Not being able to do the longer trip to Tibet was a disappointment.  We didn’t trust that the other travel agent could really get things together.  After a bit of consideration, we decided to do a trip to Yunnan, then go directly to Tibet and fly home the next day.  We would go to Luoyang Thursday and Friday, pack on Saturday, then start traveling on Saturday.  Dr. Zhou had invited us to dinner Wednesday evening.  But that was postponed to a lunch on Thursday, leaving us feeling a bit bummed out on Wednesday.  Plus the laptop computer quit working on Tuesday,  It has received very heavy use, mainly for lecture preparation.  It is also our CD and DVD player and one of our ways to get to e-mail and the web (when the connection works in the apartment).  In the evening, Tyler went over to the Computer Science building and checked out the Bike China web site.  There was a description of a Yunnan tour from Zhongdian (which has Tibetans, high elevation, and yaks) to Tiger Leaping Gorge to Lijang.  This sounded like something we could pull off rather easily with our folding bikes and could be a good  substitute for Tibet.

Thursday we had a farewell banquet at lunch.  Gao Yuan met us and led us to the cafeteria where we have had most of our meals.  We were wondering what was going on, but then we went through another door to a private dining room.  The president of the University, Dr. Zhou and six other people from Environmental and Computer Science ate with us and offered toasts.  We were drinking a good Chinese red grape wine, a new experience.  The Chinese use “wine” to mean anything alcoholic and most of it is quite strong.  The banquet featured lots of seafood dishes and was very good.  We had a warm send-off and got some appreciative comments about our teaching, with the hope that we will return next year.  We came away feeling good.

Gao Yuan was more encouraging about being able to do the six-day Tibet trip.  Thursday afternoon, she came to our room and spent most of the afternoon on the phone.  We book flights from Xian to Kunming and Kunming to Lijang.  Then we found that there were no flights back from Lijang.  We paid a small cancellation fee and went from Xian to Lijang on the same day, then were able to make connecting flights.  Assuming that the August 1 to August 6 dates will work for Tibet, we wanted a flight back home on August 7.  There were no seats available on August 7 or 8.  And we can’t reroute via Shanghai or Vancouver since that would put us on a different airline.  The only option for coming back on August 8 was to upgrade to first class.  We decided that an extra $200 was not bad for a 12 hour flight.  By late afternoon, we had everything worked out.  Tyler went to the bank and withdrew a large pile of cash.  The biggest banknote is 100 Yuan, so this was a stack of 200 bills.  Gao Yuan took the money and came back with our tickets before dinner.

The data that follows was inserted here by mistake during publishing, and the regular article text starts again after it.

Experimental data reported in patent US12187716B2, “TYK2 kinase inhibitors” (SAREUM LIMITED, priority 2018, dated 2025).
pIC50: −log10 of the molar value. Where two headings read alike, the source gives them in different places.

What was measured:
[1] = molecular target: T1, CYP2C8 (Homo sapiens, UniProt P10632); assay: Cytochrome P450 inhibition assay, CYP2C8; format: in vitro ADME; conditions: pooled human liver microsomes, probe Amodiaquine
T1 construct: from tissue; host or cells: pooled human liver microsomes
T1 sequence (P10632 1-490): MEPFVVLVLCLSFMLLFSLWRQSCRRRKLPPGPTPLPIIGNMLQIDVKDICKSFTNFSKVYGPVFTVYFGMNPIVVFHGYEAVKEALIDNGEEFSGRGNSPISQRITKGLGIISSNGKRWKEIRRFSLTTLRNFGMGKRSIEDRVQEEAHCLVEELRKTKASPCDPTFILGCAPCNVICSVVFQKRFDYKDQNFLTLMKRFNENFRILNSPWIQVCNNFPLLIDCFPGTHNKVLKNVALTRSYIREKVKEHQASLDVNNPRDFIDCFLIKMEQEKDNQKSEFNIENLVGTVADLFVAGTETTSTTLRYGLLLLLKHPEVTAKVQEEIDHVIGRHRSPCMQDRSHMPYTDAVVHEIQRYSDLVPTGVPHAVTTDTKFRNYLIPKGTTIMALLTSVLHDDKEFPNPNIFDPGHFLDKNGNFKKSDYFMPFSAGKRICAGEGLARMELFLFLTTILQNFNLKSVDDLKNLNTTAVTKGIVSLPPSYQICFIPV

However, we have mixed emotions.  We both feel that we have spent plenty of time in China and are looking forward to coming home to the States.  Fran goes back to work August 16 and wanted to have a couple weeks to play in the mountains before returning.  August 8 seemed like too late to leave China.  When Gao Yuan returned with the tickets, we asked her to try to find seats home on August 3, 2 or 4 and cancel the Tibet trip.  She will look at that the next morning.

We went out for dinner Thursday evening and talked over our options, including the impacts of returning on August 3 or 8.  When we woke up Friday morning, we both independently decided that we preferred to stick with the Tibet trip.  We told Gao Yuan to stick with the current plans.

Friday morning we took the bus to Luoyang.  We looked around town in the late afternoon and evening, including hearing some Chinese opera at an informal outdoor performance.  The next morning we visited the Longmen caves.  They are more of a carved cliffside than caves, with thousands of Buddhas from 500 to 700 AD.  The sculptures were impressive, though the weather was very hot.

Our itinerary:

July 25: fly to Kunming and Lijang

July 29: Fly LijangKunming, leaving at 10:20 PM

July 31: Fly KunmingChengdu

Aug 1: Fly ChengduLhasa

Aug 6: Fly Lhasa – Xian, maybe via Chengdu

Aug 8: 7:50 Xian to Beijing; 12:50 BeijingSan Francisco; 14:50 San FranciscoSeattle.


We will plan to use Internet cafes to send updates.  Looking forward to being home soon!

- Tyler and Fran.